I’ve been encouraging spearos to dive safer since 2009. Over the years, I’ve heard a lot of arguments against safe freediving practices. Let’s list a few.
You can’t hunt in buddy teams. The buddy would scare the fish. This is my area and all these fish belong to me. I know my limits and don’t push myself. The buddy would spook the fish. Having a buddy would cause more problems than diving by myself. I’ve been diving this way for 20 years and never had a problem. The other guys that diving unsafely, not I. I come up at my first contraction. I stay on the surface twice as long as my bottom time. I’m in tune with my body and don’t push it.
Ninety percent of blackouts happen at the surface. The diver surfaces. Maybe he/she looks 100% fine, takes 2-3 breaths, and then blacks out. A person having a blackout will not yell, wave his or her hands and ask for help. Once the diver blacks out, his or her face will fall into the water. If the person is over-weighted, which is common among spearos, the diver will then sink to the bottom of the ocean. Not good.
If you came up from a dive, took 2-3 breaths and started to blackout and sink to the bottom of the ocean, what would happen? Is your buddy next to you, close enough to grab you every time you surface, or is your buddy 100 feet down the reef looking for grouper?
If you’ve taken the time to read this much of the article, please watch this video: https://vimeo.com/7575835. This is of a real spearfisherman blacking out on the way to the surface. Notice how he didn’t ask for help? Most of the time, divers never feel the blackout coming. Therefore, the notion that a buddy is unnecessary once a diver knows his limits and is in tune with his body doesn’t hold up in the real world.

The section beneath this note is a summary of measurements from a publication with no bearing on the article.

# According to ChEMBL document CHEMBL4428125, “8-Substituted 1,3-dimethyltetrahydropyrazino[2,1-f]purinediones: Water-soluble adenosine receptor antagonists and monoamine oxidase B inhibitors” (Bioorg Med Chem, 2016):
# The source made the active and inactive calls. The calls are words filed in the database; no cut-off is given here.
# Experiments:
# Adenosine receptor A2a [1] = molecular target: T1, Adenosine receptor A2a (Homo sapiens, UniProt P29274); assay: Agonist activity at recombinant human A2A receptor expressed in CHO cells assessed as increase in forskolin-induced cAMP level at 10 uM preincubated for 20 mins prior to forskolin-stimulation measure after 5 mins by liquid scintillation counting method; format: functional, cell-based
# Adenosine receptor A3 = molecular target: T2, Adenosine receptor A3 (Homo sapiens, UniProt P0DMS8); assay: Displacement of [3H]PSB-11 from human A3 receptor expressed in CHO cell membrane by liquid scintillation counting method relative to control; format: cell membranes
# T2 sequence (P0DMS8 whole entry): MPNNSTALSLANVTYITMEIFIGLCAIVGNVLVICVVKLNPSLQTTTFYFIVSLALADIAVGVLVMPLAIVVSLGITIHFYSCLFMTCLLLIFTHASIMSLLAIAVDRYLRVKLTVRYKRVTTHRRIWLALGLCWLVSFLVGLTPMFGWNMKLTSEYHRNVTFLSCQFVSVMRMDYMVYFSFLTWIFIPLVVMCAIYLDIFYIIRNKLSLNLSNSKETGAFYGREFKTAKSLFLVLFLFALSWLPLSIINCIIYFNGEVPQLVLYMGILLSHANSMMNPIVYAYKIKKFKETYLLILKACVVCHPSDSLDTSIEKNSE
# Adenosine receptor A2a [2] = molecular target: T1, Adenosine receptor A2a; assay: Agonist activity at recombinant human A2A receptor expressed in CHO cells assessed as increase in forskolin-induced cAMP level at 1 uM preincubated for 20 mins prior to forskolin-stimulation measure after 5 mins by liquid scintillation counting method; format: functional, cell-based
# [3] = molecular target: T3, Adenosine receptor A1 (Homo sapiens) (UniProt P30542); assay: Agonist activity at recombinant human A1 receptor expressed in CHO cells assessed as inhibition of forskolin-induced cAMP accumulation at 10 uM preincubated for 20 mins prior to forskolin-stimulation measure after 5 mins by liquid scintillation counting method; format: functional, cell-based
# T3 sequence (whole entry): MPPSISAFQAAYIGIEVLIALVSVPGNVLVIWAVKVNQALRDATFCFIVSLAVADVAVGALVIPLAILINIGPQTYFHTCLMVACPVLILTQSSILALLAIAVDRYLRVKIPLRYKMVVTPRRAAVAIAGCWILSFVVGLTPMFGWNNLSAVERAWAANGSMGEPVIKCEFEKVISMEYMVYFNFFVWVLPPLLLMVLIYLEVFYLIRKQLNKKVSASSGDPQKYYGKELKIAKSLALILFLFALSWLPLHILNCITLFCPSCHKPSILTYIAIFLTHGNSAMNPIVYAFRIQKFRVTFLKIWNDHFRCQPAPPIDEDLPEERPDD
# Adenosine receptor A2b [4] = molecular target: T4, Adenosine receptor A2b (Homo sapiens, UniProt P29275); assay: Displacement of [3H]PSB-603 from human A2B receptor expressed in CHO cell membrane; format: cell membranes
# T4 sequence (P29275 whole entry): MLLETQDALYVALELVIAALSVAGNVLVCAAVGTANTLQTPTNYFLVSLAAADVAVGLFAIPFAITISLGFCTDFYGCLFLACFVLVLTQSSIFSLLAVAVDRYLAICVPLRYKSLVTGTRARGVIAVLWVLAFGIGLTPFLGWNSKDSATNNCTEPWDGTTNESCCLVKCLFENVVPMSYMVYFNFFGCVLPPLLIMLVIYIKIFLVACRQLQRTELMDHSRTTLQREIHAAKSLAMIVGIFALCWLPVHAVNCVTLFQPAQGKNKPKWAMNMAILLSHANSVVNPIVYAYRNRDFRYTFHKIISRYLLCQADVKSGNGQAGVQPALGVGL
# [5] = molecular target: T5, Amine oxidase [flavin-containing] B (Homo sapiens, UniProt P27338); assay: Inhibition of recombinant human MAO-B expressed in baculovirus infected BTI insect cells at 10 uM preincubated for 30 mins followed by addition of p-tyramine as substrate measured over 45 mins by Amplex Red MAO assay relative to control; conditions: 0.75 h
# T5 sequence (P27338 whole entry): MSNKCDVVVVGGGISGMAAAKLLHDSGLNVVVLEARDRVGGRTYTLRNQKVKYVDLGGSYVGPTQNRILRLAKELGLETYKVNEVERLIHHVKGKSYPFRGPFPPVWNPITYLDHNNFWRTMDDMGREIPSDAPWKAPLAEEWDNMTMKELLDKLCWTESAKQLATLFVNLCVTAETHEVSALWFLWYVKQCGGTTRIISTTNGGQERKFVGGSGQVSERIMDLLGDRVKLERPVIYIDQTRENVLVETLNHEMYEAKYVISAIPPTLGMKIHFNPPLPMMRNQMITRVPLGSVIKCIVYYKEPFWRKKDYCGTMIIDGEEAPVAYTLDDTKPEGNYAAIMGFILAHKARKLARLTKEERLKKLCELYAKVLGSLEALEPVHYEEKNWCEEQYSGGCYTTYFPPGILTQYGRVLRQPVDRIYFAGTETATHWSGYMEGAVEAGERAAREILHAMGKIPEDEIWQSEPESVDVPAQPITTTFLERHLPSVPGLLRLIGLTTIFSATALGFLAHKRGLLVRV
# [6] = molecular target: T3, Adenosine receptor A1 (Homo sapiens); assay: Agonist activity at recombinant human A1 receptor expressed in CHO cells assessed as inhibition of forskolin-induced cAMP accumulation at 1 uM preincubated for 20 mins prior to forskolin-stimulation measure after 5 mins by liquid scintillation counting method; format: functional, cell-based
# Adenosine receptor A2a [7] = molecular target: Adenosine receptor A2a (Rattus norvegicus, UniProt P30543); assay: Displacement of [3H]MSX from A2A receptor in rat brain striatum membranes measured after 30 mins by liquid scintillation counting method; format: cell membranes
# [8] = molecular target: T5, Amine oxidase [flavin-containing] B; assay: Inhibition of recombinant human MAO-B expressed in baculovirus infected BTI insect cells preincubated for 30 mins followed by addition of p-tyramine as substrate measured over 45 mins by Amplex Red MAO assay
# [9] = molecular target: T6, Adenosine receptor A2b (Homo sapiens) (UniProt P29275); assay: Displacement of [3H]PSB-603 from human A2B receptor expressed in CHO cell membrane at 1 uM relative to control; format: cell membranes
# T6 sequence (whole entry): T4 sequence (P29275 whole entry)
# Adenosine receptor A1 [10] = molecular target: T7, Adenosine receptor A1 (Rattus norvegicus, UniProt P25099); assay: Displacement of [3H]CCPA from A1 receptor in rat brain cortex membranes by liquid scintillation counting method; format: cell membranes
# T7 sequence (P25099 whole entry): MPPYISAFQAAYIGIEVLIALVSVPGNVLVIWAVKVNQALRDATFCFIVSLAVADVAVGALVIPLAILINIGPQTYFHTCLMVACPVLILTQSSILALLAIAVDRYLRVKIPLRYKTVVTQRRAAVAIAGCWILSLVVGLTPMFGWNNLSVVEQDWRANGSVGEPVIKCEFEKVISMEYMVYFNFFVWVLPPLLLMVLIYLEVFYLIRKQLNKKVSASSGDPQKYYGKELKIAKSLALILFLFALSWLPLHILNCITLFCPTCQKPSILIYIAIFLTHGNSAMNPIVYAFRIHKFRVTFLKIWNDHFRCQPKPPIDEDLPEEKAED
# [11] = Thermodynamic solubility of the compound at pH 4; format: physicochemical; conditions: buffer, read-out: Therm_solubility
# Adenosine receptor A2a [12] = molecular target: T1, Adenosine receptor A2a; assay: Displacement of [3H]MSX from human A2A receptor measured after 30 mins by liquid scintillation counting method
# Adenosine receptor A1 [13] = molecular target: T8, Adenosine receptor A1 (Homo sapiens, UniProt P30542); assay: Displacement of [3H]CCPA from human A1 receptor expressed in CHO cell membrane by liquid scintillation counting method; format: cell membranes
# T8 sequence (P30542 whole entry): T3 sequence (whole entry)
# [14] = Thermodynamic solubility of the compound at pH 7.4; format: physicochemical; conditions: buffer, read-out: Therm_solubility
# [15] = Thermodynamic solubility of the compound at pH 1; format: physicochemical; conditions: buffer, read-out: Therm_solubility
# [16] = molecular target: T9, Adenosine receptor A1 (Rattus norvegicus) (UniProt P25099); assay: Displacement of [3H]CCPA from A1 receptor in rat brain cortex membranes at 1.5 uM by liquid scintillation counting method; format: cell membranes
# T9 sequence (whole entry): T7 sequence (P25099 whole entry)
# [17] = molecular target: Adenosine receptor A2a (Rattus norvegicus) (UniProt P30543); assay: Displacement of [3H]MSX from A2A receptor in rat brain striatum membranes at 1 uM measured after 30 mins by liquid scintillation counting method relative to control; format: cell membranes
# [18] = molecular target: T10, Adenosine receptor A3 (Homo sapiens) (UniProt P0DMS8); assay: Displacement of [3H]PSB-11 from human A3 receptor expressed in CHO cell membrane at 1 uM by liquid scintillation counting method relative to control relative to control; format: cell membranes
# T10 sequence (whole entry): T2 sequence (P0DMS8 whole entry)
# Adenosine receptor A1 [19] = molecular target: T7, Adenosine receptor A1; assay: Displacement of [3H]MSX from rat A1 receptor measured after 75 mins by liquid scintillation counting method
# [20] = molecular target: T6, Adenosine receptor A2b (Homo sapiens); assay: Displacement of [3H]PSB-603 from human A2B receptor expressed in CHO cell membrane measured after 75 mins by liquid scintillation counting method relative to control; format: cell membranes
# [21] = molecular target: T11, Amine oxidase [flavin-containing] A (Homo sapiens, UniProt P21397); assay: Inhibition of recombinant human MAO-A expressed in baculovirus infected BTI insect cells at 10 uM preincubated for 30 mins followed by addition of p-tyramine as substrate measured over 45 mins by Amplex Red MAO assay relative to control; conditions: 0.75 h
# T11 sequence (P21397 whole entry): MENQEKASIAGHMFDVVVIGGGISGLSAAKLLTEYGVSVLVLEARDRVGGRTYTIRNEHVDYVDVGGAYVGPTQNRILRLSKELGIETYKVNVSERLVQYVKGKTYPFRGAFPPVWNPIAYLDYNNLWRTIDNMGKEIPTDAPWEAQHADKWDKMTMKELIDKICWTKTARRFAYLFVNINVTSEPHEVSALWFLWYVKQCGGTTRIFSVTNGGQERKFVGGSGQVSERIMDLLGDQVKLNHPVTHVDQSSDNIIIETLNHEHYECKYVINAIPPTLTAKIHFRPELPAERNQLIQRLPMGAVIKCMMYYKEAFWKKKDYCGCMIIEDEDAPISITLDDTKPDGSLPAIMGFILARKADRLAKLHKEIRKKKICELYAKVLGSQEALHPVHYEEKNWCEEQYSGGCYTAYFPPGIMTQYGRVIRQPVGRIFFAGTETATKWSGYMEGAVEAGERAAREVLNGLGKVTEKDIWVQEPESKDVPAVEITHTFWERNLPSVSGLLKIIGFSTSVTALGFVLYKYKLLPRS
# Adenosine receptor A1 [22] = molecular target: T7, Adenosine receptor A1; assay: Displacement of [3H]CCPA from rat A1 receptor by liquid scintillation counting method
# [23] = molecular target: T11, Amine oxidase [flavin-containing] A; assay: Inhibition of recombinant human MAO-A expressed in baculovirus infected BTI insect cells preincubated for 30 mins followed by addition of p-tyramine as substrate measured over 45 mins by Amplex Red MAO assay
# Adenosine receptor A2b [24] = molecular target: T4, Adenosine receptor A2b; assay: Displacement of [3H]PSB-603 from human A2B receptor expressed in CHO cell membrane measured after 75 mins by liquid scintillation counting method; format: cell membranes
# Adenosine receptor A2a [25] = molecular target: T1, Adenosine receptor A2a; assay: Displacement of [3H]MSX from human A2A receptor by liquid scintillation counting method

Spearos die out there every year, every month. I counted three issues of Spearing Magazine in a row that featured memorials on the last page. Jeromy stopped printing them, but not because spearos suddenly stopped dying out there.
If you want to dive safer but don’t have time, money or interest in taking any one of the many freediving classes out there offered by me, PFI or FII, at least do this: Dive in a buddy team – one up/one down. When your buddy hits the surface, be close enough to grab them and watch for no less than 30 seconds. Then you dive and she or he watches you when you hit the surface. If you see someone blackout and you are right next to them, you can fix it. If they are 100 feet away from you, you can’t fix it. Keep their mouth and nose from going in the water. Place them on their back, and if they are over weighted, drop their belt. Take their mask off and calmly encourage them to breathe. Freediving classes explore these life-saving techniques in depth.
Diving in a team allows your buddy to get a second shot at the fish you shot poorly. When you come up from a dive, you can tell your buddy where the grouper was at the end of your last dive that you couldn’t reach. When your fish is rocked up, your buddy can immediately pursue the wounded fish as opposed to you having to wait until you’re ready to dive again, helping avoid a payment to the tax man.
Jeromy Gamble, owner of Spearing Magazine, says, “When I started diving in two and three person buddy teams, I noticed immediately I was putting more fish in the cooler. That’s the whole point, right? It’s honestly more fun as well.”
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